Unless you have been living in a cave over the last few years, you have undoubtedly heard about the so-called ongoing ‘the war for talent’. Ensuring that you have the people capable of helping the organization succeed in its objectives has always been a business priority – but it just seems to be more important now. Why?
There are a few reasons why talent being raised so high onto HR’s podium of needs. One of the best potential explanations is that the evolution of scholarship around the term (and therefore practical applications) has evolved significantly. This has led to an expanded view of the role that skills, cultural attributes, stakeholder relations, leadership dynamics, and other intangible assets influence business strategy. The war for talent isn’t just about securing quality hires ahead of your competitors – it’s also about leveraging the right assets that ultimately impact a wide stakeholder ecology. It’s this holistic environment which is now considerably better understood by many HR and business leaders.
To survey the current talent landscape, Professor Dave Ulrich of the Ross School of Business at The University of Michigan, penned a detailed white paper entitled What’s Next For Managing Talent? (Which you can download for free here). In the paper, Dave explains what the talent landscape of today looks like, and explores three essential questions that HR and business professionals must ask themselves. Does Talent Matter More Today than before? What is the evolution in thinking around talent? And finally, how can leaders better use talent insights to improve personal and organization outcomes? Let’s take a quick look at the first question now.
Why Does Talent Matter so Much Today?
It Matters to Directors
Quite simply, in the contemporary marketplace, talent matters to business directors because it is the currency by which their organization grows and prospers. A broader mandate and definition at an executive level can signify to investors and other external stakeholders that the organization is putting talent at the top of its strategic hierarchy. It matters to directors because a broader definition of talent encompasses the strategic prioritization of; leadership, succession, culture, and risk management as well. It is the asset pool by which the organization thrives, especially at a time when digitization has rendered the existing barriers to business differentiation flatter and often easier to circumvent.
It Matters to Customers
Somewhat obviously, talent matters to customers because the given employees of an organization are the visible face and human reality of the company. Ulrich suggests that “when a firm brand translates to a leadership brand, leaders create more value for targeted customers as well as employees.” If both leaders and employees are highly engaged, this is known to be a firm indicator of customer engagement. Furthermore, an engaged employee will be much more likely to deliver consistent delight to the consumer, and therefore entrench a positive relationship loop that customers value and intrinsically understand.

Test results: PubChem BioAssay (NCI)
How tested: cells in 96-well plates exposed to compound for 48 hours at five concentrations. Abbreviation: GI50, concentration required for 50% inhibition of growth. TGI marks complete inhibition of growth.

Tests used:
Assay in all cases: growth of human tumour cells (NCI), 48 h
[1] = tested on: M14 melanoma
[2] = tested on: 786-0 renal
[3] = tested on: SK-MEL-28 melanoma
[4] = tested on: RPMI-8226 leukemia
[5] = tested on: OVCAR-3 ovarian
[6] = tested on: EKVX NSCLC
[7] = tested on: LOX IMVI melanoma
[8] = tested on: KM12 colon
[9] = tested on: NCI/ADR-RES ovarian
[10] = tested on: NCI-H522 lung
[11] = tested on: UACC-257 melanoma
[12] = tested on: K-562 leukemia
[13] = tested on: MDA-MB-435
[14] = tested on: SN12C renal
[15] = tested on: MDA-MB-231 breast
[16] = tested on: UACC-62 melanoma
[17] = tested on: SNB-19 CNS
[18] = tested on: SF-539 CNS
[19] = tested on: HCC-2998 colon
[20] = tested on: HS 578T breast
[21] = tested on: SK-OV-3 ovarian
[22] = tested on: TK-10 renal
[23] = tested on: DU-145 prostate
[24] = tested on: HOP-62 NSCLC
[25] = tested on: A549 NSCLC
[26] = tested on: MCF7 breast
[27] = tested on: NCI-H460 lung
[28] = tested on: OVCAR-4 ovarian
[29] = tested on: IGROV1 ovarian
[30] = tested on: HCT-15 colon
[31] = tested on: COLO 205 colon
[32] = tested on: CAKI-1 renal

It Matters to Investors
Ulrich summarizes that a “higher quality of talent should reflect a greater investor confidence that an organization can deliver intangibles to consistently create financial results.” The leadership and employee quality of an organization is just a part of what drives investor confidence. It can also act as a force multiplier – in the sense that the attributes that also matter to investors (for example; the product/service, financial results, brand, technology, ethical standards) are all linked to talent quality and availability. A organization with a clear grasp of the landscape and how it impacts them is just more likely to be an attractive place to invest.
The short answer is yes, talent matters more today than it did in the past (having said this, I feel the need to state it has always been critical). This largely stems from the way talent is viewed and understood, which has broadened in scope. It matters because what separates organizations today is the way that available talent is leveraged, both internally and externally. Competitors may be able to copy access to financial capital, implement identical operational systems and human processes, they may have access to the same customer base, and possess the same products and services – but they cannot copy talent. Ulrich concludes that your people are the “non-imitable sources of firm uniqueness that deliver value to all stakeholders.”
To learn more about this topic, you can join Dave at The HR Congress in Nice this November 19-20! He will present two new masterclasses; Disrupt Yourself – What it Takes to be a High Performing HR Leader and Creating the Right Culture – The Next Step for Leading HR Professionals. Dave will also present a keynote session entitled Rethinking HR Value Creation in the Age of Disruptions. And don’t forget to download the full white paper!
The 4th HR Congress Nice, November 19-20 will feature a selection of sessions that will explore this topic and much more! Follow the HR Congress Blog for more interesting ideas and content from around the world of work!